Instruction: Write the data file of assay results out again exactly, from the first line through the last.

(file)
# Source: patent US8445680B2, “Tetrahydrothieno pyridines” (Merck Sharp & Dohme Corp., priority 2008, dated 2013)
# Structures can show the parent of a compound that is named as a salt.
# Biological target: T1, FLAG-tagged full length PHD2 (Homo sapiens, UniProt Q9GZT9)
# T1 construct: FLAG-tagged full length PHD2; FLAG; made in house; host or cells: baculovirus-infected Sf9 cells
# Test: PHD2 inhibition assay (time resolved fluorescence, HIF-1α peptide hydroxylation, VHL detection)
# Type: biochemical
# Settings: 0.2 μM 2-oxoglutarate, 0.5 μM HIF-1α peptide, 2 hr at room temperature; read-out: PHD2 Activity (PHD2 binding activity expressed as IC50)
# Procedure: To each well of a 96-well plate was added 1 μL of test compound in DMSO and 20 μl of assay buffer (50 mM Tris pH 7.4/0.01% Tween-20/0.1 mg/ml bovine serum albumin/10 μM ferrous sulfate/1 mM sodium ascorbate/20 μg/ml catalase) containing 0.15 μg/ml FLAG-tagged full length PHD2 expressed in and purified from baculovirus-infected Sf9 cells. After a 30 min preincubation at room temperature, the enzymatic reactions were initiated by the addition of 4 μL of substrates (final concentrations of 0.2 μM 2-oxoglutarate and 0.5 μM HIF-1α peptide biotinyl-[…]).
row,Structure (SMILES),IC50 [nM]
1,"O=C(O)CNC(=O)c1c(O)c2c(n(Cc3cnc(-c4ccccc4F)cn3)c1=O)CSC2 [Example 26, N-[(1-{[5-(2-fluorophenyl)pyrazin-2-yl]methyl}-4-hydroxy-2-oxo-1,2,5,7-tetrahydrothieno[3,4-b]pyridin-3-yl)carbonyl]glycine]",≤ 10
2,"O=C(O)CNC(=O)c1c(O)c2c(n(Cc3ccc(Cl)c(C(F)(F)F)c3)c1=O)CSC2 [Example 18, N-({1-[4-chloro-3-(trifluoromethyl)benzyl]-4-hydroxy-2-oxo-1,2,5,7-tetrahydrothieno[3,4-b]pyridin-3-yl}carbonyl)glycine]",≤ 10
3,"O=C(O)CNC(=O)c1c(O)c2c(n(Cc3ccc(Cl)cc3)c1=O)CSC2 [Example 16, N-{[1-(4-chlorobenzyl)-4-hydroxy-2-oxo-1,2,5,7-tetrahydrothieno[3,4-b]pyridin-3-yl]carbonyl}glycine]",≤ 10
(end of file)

# Source: patent US8445680B2, “Tetrahydrothieno pyridines” (Merck Sharp & Dohme Corp., priority 2008, dated 2013)
# Structures can show the parent of a compound that is named as a salt.
# Biological target: T1, FLAG-tagged full length PHD2 (Homo sapiens, UniProt Q9GZT9)
# T1 construct: FLAG-tagged full length PHD2; FLAG; made in house; host or cells: baculovirus-infected Sf9 cells
# Test: PHD2 inhibition assay (time resolved fluorescence, HIF-1α peptide hydroxylation, VHL detection)
# Type: biochemical
# Settings: 0.2 μM 2-oxoglutarate, 0.5 μM HIF-1α peptide, 2 hr at room temperature; read-out: PHD2 Activity (PHD2 binding activity expressed as IC50)
# Procedure: To each well of a 96-well plate was added 1 μL of test compound in DMSO and 20 μl of assay buffer (50 mM Tris pH 7.4/0.01% Tween-20/0.1 mg/ml bovine serum albumin/10 μM ferrous sulfate/1 mM sodium ascorbate/20 μg/ml catalase) containing 0.15 μg/ml FLAG-tagged full length PHD2 expressed in and purified from baculovirus-infected Sf9 cells. After a 30 min preincubation at room temperature, the enzymatic reactions were initiated by the addition of 4 μL of substrates (final concentrations of 0.2 μM 2-oxoglutarate and 0.5 μM HIF-1α peptide biotinyl-[…]).
row,Structure (SMILES),IC50 [nM]
1,"O=C(O)CNC(=O)c1c(O)c2c(n(Cc3cnc(-c4ccccc4F)cn3)c1=O)CSC2 [Example 26, N-[(1-{[5-(2-fluorophenyl)pyrazin-2-yl]methyl}-4-hydroxy-2-oxo-1,2,5,7-tetrahydrothieno[3,4-b]pyridin-3-yl)carbonyl]glycine]",≤ 10
2,"O=C(O)CNC(=O)c1c(O)c2c(n(Cc3ccc(Cl)c(C(F)(F)F)c3)c1=O)CSC2 [Example 18, N-({1-[4-chloro-3-(trifluoromethyl)benzyl]-4-hydroxy-2-oxo-1,2,5,7-tetrahydrothieno[3,4-b]pyridin-3-yl}carbonyl)glycine]",≤ 10
3,"O=C(O)CNC(=O)c1c(O)c2c(n(Cc3ccc(Cl)cc3)c1=O)CSC2 [Example 16, N-{[1-(4-chlorobenzyl)-4-hydroxy-2-oxo-1,2,5,7-tetrahydrothieno[3,4-b]pyridin-3-yl]carbonyl}glycine]",≤ 10